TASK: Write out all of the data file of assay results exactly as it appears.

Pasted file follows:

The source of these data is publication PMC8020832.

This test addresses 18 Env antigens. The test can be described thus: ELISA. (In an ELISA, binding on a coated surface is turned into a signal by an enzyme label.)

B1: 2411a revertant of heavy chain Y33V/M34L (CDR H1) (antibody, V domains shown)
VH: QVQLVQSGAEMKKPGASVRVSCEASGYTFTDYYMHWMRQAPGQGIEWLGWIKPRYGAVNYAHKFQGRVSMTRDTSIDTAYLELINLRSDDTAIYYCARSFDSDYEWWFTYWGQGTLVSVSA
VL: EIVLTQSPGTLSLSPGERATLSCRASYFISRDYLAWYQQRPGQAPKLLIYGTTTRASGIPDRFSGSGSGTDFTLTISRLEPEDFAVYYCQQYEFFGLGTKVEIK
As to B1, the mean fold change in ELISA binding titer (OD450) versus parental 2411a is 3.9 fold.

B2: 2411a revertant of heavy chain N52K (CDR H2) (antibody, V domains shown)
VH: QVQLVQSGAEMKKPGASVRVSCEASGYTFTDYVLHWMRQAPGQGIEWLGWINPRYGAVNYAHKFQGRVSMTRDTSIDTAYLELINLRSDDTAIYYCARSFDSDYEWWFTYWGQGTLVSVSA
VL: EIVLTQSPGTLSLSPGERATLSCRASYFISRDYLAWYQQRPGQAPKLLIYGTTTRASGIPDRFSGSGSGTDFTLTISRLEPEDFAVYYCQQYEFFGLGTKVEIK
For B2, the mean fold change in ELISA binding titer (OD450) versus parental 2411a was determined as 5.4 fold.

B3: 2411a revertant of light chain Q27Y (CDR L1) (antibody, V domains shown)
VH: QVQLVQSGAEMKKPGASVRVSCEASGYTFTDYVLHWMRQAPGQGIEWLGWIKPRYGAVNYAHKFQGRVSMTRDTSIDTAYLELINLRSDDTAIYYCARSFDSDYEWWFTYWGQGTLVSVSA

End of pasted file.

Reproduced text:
The source of these data is publication PMC8020832.

This test addresses 18 Env antigens. The test can be described thus: ELISA. (In an ELISA, binding on a coated surface is turned into a signal by an enzyme label.)

B1: 2411a revertant of heavy chain Y33V/M34L (CDR H1) (antibody, V domains shown)
VH: QVQLVQSGAEMKKPGASVRVSCEASGYTFTDYYMHWMRQAPGQGIEWLGWIKPRYGAVNYAHKFQGRVSMTRDTSIDTAYLELINLRSDDTAIYYCARSFDSDYEWWFTYWGQGTLVSVSA
VL: EIVLTQSPGTLSLSPGERATLSCRASYFISRDYLAWYQQRPGQAPKLLIYGTTTRASGIPDRFSGSGSGTDFTLTISRLEPEDFAVYYCQQYEFFGLGTKVEIK
As to B1, the mean fold change in ELISA binding titer (OD450) versus parental 2411a is 3.9 fold.

B2: 2411a revertant of heavy chain N52K (CDR H2) (antibody, V domains shown)
VH: QVQLVQSGAEMKKPGASVRVSCEASGYTFTDYVLHWMRQAPGQGIEWLGWINPRYGAVNYAHKFQGRVSMTRDTSIDTAYLELINLRSDDTAIYYCARSFDSDYEWWFTYWGQGTLVSVSA
VL: EIVLTQSPGTLSLSPGERATLSCRASYFISRDYLAWYQQRPGQAPKLLIYGTTTRASGIPDRFSGSGSGTDFTLTISRLEPEDFAVYYCQQYEFFGLGTKVEIK
For B2, the mean fold change in ELISA binding titer (OD450) versus parental 2411a was determined as 5.4 fold.

B3: 2411a revertant of light chain Q27Y (CDR L1) (antibody, V domains shown)
VH: QVQLVQSGAEMKKPGASVRVSCEASGYTFTDYVLHWMRQAPGQGIEWLGWIKPRYGAVNYAHKFQGRVSMTRDTSIDTAYLELINLRSDDTAIYYCARSFDSDYEWWFTYWGQGTLVSVSA